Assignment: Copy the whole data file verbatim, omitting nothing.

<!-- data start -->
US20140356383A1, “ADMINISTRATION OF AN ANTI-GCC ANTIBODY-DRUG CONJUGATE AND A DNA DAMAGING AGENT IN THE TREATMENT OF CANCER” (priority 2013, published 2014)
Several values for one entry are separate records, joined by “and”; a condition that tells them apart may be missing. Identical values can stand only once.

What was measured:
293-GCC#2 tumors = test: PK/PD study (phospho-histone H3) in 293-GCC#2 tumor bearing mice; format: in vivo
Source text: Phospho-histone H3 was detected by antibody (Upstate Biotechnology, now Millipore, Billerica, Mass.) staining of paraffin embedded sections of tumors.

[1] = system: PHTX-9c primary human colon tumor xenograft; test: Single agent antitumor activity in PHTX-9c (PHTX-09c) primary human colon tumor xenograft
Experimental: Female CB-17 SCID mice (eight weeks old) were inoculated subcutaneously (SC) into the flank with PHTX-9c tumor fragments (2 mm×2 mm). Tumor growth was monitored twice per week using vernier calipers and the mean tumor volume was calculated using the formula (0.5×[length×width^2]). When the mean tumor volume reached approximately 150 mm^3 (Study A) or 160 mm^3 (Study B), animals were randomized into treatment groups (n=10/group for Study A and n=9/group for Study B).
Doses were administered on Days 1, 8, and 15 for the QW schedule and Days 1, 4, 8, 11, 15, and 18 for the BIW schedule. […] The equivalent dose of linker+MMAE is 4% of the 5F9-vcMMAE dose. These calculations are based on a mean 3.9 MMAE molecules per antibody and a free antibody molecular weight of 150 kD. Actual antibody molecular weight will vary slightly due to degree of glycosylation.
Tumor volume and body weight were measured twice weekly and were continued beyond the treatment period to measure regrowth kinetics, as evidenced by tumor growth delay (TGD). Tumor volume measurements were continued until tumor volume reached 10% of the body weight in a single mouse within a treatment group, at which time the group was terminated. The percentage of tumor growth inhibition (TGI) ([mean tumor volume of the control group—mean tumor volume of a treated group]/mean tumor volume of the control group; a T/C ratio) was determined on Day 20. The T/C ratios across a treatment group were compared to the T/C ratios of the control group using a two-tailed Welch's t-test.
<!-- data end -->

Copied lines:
US20140356383A1, “ADMINISTRATION OF AN ANTI-GCC ANTIBODY-DRUG CONJUGATE AND A DNA DAMAGING AGENT IN THE TREATMENT OF CANCER” (priority 2013, published 2014)
Several values for one entry are separate records, joined by “and”; a condition that tells them apart may be missing. Identical values can stand only once.

What was measured:
293-GCC#2 tumors = test: PK/PD study (phospho-histone H3) in 293-GCC#2 tumor bearing mice; format: in vivo
Source text: Phospho-histone H3 was detected by antibody (Upstate Biotechnology, now Millipore, Billerica, Mass.) staining of paraffin embedded sections of tumors.

[1] = system: PHTX-9c primary human colon tumor xenograft; test: Single agent antitumor activity in PHTX-9c (PHTX-09c) primary human colon tumor xenograft
Experimental: Female CB-17 SCID mice (eight weeks old) were inoculated subcutaneously (SC) into the flank with PHTX-9c tumor fragments (2 mm×2 mm). Tumor growth was monitored twice per week using vernier calipers and the mean tumor volume was calculated using the formula (0.5×[length×width^2]). When the mean tumor volume reached approximately 150 mm^3 (Study A) or 160 mm^3 (Study B), animals were randomized into treatment groups (n=10/group for Study A and n=9/group for Study B).
Doses were administered on Days 1, 8, and 15 for the QW schedule and Days 1, 4, 8, 11, 15, and 18 for the BIW schedule. […] The equivalent dose of linker+MMAE is 4% of the 5F9-vcMMAE dose. These calculations are based on a mean 3.9 MMAE molecules per antibody and a free antibody molecular weight of 150 kD. Actual antibody molecular weight will vary slightly due to degree of glycosylation.
Tumor volume and body weight were measured twice weekly and were continued beyond the treatment period to measure regrowth kinetics, as evidenced by tumor growth delay (TGD). Tumor volume measurements were continued until tumor volume reached 10% of the body weight in a single mouse within a treatment group, at which time the group was terminated. The percentage of tumor growth inhibition (TGI) ([mean tumor volume of the control group—mean tumor volume of a treated group]/mean tumor volume of the control group; a T/C ratio) was determined on Day 20. The T/C ratios across a treatment group were compared to the T/C ratios of the control group using a two-tailed Welch's t-test.